United States has been a leader in research and development funding since the end of WWII. Only Japan has outspent the U.S. as a percentage of GDP, with Japanese industry outspending all other countries. The U.S. government has outspent other countries in R&D spending (see figure below). Next to the Department of Defense, the National Institute of Health (NIH) has garnered the lion share of that spending. As a result U.S. BioPharma is a world leader in patents filed and new products brought to the market. Massachusetts has been a disproportionate recipient of NIH funding with the leading Biotech Cluster in the world.
The federal government sequestration is impacting basic research funding at all research universities including Boston University. Industry sponsored research has the potential to support faculty research and to enhance product pipeline for companies. Global industry R&D expenditure have held steady at approximately 1.25% of sales (see figure below).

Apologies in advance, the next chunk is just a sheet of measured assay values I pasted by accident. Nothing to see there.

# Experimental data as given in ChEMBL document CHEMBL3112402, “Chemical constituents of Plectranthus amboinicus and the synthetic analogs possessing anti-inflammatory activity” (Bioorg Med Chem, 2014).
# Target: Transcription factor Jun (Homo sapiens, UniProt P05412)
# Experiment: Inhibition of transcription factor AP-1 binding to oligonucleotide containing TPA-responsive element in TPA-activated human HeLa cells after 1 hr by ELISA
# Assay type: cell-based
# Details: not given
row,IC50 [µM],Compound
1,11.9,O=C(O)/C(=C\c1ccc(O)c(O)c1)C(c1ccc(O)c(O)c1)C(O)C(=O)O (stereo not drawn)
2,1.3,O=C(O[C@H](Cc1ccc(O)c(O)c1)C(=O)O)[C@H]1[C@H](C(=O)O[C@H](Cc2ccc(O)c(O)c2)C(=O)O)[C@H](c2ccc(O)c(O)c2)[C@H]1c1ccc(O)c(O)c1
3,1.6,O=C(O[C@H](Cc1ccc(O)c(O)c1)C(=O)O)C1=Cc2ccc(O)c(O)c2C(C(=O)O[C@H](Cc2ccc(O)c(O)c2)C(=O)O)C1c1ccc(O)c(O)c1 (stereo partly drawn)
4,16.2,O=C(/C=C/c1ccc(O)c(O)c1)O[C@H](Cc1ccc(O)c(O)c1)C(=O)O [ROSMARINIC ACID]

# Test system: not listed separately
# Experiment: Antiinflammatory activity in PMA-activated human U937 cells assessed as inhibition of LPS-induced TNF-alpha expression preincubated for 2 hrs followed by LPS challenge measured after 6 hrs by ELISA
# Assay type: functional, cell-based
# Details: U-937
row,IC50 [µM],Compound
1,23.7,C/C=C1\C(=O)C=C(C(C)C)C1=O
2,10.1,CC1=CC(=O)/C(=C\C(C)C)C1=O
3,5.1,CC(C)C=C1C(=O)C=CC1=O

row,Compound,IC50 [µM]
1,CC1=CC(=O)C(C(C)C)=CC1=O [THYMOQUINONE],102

Of the top 20 innovator companies (by R&D spending) globally in 2011, 8 were pharmaceutical companies who typically spend on average 15% of sales. In spite of this R&D spending pharma lacks a robust pipeline of new drugs or related products. In fact the industry has been and continues to face patent cliffs as blockbuster drugs such as Lipitor and Enbrel lose their monopoly. Additionally the role of early stage biotech VCs has diminished with the cooled IPO market. Pharma is increasingly stepping up with in-house venture capital and increasing support of university research.
BU has recently been significantly supported by Pfizer CTI, Johnson and Johnson and Takeda who have sponsored research funding for novel therapeutics and diagnostics. BU is a great university to partner with and we are working to streamline our industry sponsored research process to “minimize friction” and make it even easier for industry to collaborate with us.